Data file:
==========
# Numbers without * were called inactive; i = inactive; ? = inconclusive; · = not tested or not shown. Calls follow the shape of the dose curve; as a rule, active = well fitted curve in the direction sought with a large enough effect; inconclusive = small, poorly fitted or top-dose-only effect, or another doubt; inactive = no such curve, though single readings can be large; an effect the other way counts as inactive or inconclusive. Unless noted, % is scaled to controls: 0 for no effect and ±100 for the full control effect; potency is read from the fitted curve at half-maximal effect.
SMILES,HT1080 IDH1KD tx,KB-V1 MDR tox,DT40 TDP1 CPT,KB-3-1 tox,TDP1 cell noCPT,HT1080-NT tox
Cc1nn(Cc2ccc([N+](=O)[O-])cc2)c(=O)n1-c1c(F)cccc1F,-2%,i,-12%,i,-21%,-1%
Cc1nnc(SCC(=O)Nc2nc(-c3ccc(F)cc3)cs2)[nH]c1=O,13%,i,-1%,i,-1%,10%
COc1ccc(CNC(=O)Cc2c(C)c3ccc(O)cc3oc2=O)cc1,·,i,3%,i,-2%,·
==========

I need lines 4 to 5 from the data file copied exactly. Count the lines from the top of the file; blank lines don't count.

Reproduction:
Cc1nnc(SCC(=O)Nc2nc(-c3ccc(F)cc3)cs2)[nH]c1=O,13%,i,-1%,i,-1%,10%
COc1ccc(CNC(=O)Cc2c(C)c3ccc(O)cc3oc2=O)cc1,·,i,3%,i,-2%,·